Goldman Sachs is embarking this week on one of its largest rounds of layoffs since the financial crisis.
The bank began to lay off employees on Tuesday as part of a plan that will see the firm shed up to 3,200 jobs, or roughly 6 percent of its work force, said two people familiar with the changes who were not authorized to discuss them publicly. It plans to notify the bulk of the affected employees on Wednesday, the people said.
The layoffs across the bank underscore the economic challenges facing the Wall Street giant, which is also trying to regain its footing after a costly push into consumer banking.
Goldman, like other major investment banks, had seen its fees soar during the pandemic, bolstered by a huge upswing in deal-making, trading and related activities. But it has struggled to keep up the momentum as deals have slowed and markets have fallen. Investors have also sharply questioned the growth prospects of the consumer-lending business that the bank rolled out in 2016.
The slowdown also poses a test for the bank’s chief executive, David Solomon, who was appointed to the role in 2018. Mr. Solomon had been a champion of the bank’s consumer lending strategy.
Shares of Goldman Sachs have fallen about 10 percent over the past year, giving it a market value of $120 billion. It employed 49,100 people at the end of September.
Although most major investment banks have been forced to scale back after a rush to staff up during the deal-making frenzy of 2020 and 2021, Goldman’s closest competitors have not yet announced a move at a similar scale. In December, Morgan Stanley cut about 1,600 employees, or 2 percent of its work force.
In October, Goldman Sachs announced a major restructuring that folded Marcus, its consumer-banking business, into a new division combined with its asset and wealth management businesses. That move was an effective retreat from the bet on consumer lending.
Shortly before that announcement, Goldman restarted the practice of laying off underperforming employees, which it had paused during the early stages of the pandemic. It is unclear how many people lost their jobs in that round; this week’s layoffs add to those cuts.
This round of cuts comes before the bank doles out its annual bonuses for 2022, which make up a major portion of investment bankers’ salaries. Base salaries for senior bankers can range from hundreds of thousands to millions of dollars, while their bonuses can be double or triple their base.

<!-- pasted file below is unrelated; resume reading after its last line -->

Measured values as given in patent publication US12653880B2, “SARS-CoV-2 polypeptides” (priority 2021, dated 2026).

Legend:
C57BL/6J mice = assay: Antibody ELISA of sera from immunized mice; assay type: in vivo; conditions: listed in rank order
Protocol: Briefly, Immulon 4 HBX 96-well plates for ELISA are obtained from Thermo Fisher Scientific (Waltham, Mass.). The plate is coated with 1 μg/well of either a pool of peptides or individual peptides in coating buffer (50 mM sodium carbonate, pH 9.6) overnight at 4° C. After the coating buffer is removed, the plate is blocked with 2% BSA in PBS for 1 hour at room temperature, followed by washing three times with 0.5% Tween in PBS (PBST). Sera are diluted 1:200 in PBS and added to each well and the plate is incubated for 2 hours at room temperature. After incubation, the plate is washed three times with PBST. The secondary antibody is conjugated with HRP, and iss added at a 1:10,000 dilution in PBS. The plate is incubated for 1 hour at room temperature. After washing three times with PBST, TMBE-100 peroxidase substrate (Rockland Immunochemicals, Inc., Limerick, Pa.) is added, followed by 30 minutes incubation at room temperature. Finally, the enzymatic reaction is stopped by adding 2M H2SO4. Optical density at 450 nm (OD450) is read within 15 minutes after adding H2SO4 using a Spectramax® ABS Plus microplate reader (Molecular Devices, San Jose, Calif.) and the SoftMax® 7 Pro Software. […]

Last month, Mr. Solomon warned investors of “headwinds” on costs, particularly because of inflation and spending on business operations. Mr. Solomon said the bank would “continue to seek balance” between retaining people, the bank’s largest expense, and “an appropriate pay-for-performance mind-set.”
Even for those who keep their jobs, this year’s bonus season is expected to be grim. Across Wall Street’s largest banks — Goldman, JPMorgan Chase, Citigroup, Bank of America, Morgan Stanley and Barclays — bonuses are expected to drop by as much as 30 percent to 50 percent from last year.
Investment banking revenue in the United States is estimated to have plunged more than 50 percent last year, to nearly $35 billion through mid-December, according to the data provider Dealogic. That was a sharp contrast to 2021, one of the busiest and most lucrative for investment banks in more than a decade, with revenue of nearly $71 billion.
The banks are set to offer more insight into their numbers for the year starting on Friday, when JPMorgan Chase, Wells Fargo and Bank of America report their fourth-quarter results. Analysts expect the numbers to be disappointing.
Goldman is set to report its earnings next Tuesday. In February, it will hold its annual investor day, during which the bank plans to lay out “specific metrics so everyone can clearly track our progress as we go forward,” Mr. Solomon said last month.
“Even in the midst of a difficult operating environment, we continue to work hard to strengthen the firm,” Mr. Solomon said. “We know progress is never a straight line, but we’re excited about the opportunities ahead.”